The new military government of Thailand is tightening restrictions on political parties, assuming all legislative authority, and claiming it will be a year before elections are held again under a new constitution.
Thailand’s suspended constitution had been in place only sine 1997, when it was enacted with broad national consensus and much international acclaim in the wake of the currency crisis. Among the world’s constitutions, it would rank pretty high as a modern democratic document. Among the problems of Thai democracy–and there are many–the constitution would rank pretty low.
The main opposition Democrats deny that there is a need for a new constitution, but the military’s restrictions include all parties, not just that of the ousted leader.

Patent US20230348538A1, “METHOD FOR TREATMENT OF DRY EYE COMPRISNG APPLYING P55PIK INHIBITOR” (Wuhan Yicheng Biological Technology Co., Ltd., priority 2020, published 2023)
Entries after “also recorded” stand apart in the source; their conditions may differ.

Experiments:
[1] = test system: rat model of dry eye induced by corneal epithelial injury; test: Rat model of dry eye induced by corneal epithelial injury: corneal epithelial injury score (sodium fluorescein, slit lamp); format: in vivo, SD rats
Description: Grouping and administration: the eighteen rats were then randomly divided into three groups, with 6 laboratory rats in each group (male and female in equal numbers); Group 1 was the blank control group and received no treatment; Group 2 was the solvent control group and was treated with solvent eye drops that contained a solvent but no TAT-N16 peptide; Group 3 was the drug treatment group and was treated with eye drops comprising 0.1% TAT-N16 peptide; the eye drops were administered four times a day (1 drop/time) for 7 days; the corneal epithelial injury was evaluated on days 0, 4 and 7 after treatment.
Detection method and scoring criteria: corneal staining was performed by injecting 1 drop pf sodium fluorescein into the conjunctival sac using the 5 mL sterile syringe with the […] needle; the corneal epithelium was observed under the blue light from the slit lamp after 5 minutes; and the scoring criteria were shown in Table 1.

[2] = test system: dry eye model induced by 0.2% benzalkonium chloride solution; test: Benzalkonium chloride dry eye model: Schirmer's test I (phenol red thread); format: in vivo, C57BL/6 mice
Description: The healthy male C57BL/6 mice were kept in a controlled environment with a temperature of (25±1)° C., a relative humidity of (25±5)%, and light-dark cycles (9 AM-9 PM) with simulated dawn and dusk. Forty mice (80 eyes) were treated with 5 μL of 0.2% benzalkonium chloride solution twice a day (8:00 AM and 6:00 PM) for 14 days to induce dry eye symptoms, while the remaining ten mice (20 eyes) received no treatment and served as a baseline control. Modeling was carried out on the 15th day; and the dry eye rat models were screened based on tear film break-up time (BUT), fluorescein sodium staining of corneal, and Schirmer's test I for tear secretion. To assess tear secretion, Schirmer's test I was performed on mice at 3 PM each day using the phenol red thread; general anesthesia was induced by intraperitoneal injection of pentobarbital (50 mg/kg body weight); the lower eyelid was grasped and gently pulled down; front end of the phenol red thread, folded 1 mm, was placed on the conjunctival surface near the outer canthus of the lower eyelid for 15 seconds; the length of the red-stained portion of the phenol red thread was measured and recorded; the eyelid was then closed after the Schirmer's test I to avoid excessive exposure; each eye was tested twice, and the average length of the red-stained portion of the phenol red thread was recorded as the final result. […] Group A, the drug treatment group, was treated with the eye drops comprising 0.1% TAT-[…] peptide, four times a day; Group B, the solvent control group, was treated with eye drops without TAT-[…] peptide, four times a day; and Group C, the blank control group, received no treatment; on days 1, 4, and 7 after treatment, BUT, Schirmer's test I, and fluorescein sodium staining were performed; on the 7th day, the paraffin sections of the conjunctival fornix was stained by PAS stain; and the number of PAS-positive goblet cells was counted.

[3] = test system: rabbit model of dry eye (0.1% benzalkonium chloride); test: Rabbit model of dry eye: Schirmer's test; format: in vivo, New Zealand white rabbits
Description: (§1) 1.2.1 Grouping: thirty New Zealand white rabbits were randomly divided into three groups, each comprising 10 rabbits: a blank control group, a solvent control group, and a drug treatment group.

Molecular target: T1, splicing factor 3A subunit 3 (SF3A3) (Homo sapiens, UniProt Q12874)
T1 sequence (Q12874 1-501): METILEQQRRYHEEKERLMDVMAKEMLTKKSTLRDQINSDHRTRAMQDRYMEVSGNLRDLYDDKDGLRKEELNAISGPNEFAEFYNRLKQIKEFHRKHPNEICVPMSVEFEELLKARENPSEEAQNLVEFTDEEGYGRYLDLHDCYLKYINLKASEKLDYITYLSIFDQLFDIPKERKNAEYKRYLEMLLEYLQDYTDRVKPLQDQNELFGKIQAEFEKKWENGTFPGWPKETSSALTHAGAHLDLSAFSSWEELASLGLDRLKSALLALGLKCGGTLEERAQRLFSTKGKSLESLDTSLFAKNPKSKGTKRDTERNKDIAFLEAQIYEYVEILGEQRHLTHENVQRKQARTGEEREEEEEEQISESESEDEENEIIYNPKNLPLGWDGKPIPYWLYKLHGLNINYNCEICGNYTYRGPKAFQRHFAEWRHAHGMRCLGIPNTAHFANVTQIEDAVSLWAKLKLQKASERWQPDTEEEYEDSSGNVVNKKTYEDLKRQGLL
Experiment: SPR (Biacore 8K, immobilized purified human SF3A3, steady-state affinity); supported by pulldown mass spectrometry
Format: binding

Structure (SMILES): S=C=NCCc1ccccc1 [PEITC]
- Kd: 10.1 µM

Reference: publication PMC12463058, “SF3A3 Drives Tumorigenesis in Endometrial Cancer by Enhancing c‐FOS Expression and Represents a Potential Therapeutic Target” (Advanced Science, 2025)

It remains early in the process, but this is beginning to seem less like Poder Moderador (being an arbiter, a la Brazilian and most Latin American coups before the 1960s) and more institutional (i.e., bent on changing the regime and not merely the government). That is not to say that we are looking at 15-20 years of military rule (as was the case in much of South America), but the Thai military seemingly has adopted a transformative mission. If so, it is likely to be in power for more than the avdertised one year.
Note: I do not plan to continue regular updates on the military junta, until such time as a constitutional or electoral process is again underway.